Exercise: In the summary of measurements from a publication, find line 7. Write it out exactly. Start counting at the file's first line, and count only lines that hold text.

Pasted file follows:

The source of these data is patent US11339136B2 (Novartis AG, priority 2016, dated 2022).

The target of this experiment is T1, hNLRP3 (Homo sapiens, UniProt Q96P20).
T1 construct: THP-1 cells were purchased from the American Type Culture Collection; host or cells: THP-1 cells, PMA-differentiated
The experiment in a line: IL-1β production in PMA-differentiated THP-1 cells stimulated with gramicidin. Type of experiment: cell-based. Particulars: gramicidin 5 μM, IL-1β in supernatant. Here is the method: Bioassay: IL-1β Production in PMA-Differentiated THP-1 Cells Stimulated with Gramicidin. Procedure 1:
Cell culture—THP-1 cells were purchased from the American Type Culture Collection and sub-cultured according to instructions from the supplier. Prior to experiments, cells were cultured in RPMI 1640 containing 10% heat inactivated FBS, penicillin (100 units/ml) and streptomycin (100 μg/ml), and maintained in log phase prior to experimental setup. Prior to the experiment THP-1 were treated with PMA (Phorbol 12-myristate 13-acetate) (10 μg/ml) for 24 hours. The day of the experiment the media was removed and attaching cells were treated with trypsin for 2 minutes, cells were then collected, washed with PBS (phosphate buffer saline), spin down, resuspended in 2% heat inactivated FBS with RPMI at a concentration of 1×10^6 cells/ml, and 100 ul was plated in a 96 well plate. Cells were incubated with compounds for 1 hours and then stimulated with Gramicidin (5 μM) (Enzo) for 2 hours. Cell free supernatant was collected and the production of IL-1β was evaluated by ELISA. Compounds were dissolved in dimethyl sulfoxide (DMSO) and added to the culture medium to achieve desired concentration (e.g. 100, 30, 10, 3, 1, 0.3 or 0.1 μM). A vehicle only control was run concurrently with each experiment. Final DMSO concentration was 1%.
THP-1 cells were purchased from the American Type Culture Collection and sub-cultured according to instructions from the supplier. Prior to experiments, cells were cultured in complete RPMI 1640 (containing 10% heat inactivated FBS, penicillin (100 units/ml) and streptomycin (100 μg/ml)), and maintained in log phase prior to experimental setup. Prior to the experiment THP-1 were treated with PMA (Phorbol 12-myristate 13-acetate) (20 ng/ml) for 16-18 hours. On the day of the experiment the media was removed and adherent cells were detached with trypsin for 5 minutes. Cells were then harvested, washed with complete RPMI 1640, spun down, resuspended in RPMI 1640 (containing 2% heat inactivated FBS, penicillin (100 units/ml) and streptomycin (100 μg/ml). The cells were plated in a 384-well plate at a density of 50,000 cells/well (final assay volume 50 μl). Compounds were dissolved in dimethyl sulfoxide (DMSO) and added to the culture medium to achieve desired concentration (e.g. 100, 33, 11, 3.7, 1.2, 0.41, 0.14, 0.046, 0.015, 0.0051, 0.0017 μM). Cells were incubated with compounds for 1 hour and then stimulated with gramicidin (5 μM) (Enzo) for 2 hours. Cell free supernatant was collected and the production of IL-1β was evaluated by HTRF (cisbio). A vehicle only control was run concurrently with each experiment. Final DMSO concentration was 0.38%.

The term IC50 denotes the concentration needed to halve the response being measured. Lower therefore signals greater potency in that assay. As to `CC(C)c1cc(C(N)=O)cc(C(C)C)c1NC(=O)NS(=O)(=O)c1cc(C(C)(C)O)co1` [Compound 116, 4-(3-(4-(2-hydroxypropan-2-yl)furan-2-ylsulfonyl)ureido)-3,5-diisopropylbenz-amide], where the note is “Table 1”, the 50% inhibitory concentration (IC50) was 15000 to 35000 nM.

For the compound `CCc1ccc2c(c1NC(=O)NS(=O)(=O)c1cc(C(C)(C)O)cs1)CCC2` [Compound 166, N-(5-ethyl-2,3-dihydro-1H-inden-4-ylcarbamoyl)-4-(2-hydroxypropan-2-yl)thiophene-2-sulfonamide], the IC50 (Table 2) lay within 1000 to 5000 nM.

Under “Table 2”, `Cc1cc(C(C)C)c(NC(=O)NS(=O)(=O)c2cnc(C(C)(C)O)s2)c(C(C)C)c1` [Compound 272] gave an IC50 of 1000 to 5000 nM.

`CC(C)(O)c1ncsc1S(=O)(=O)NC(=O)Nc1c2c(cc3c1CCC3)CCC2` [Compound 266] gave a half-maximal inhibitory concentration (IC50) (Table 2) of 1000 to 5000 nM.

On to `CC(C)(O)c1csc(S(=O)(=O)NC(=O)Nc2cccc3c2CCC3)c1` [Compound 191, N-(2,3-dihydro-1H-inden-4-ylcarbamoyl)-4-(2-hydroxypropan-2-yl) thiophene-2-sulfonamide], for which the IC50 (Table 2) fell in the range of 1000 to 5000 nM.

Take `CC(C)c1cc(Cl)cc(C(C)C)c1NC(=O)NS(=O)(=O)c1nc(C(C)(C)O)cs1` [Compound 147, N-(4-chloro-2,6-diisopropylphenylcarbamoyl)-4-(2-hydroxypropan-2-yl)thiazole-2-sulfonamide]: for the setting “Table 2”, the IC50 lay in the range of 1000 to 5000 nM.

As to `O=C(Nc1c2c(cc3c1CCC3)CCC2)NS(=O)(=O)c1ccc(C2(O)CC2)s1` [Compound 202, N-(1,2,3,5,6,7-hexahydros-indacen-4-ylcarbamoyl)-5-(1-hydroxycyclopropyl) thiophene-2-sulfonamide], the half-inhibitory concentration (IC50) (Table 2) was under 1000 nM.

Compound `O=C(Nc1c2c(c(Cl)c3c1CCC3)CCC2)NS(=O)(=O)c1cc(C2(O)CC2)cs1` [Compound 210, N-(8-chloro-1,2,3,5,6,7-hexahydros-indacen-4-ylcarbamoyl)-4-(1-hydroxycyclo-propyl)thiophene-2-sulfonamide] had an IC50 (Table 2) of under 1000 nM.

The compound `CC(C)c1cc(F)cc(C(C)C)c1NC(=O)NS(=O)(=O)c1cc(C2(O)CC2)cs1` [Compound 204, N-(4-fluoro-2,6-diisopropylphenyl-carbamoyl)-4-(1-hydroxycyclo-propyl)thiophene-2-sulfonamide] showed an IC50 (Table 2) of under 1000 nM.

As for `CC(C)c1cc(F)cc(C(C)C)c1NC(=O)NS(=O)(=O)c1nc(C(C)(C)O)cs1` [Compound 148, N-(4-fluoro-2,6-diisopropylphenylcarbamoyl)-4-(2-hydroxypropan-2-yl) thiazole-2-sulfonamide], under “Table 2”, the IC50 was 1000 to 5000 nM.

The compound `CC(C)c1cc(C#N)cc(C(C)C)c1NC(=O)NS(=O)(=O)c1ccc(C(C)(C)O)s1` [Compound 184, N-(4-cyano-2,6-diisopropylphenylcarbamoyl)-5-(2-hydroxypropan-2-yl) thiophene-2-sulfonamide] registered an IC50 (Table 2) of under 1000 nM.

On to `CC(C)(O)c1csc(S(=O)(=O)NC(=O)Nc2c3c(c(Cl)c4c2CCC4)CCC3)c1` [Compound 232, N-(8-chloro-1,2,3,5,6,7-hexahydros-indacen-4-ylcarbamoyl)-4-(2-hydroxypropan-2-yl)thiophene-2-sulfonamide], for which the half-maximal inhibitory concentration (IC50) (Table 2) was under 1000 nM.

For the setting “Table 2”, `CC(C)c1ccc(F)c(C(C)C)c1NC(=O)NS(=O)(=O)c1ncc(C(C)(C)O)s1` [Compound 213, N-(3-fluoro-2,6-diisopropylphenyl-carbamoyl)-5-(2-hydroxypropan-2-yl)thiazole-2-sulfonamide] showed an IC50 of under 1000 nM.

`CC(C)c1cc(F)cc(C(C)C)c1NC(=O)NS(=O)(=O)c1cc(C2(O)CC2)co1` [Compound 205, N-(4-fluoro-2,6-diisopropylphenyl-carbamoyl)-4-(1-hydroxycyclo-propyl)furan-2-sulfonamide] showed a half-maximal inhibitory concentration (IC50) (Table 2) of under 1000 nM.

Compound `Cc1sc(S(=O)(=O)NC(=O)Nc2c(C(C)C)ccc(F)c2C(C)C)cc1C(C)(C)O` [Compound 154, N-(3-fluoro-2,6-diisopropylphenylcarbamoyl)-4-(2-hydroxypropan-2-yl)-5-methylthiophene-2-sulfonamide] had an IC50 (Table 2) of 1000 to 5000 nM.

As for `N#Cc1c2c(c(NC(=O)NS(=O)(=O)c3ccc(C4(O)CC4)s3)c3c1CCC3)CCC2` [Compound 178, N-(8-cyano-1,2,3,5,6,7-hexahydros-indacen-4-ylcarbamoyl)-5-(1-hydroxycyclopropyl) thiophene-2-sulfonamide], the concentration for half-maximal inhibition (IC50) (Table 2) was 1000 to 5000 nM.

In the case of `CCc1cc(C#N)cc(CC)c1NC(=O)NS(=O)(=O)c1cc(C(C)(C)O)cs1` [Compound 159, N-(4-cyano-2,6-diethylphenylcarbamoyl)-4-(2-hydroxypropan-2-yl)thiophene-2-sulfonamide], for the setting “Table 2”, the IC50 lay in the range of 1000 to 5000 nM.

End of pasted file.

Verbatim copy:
The term IC50 denotes the concentration needed to halve the response being measured. Lower therefore signals greater potency in that assay. As to `CC(C)c1cc(C(N)=O)cc(C(C)C)c1NC(=O)NS(=O)(=O)c1cc(C(C)(C)O)co1` [Compound 116, 4-(3-(4-(2-hydroxypropan-2-yl)furan-2-ylsulfonyl)ureido)-3,5-diisopropylbenz-amide], where the note is “Table 1”, the 50% inhibitory concentration (IC50) was 15000 to 35000 nM.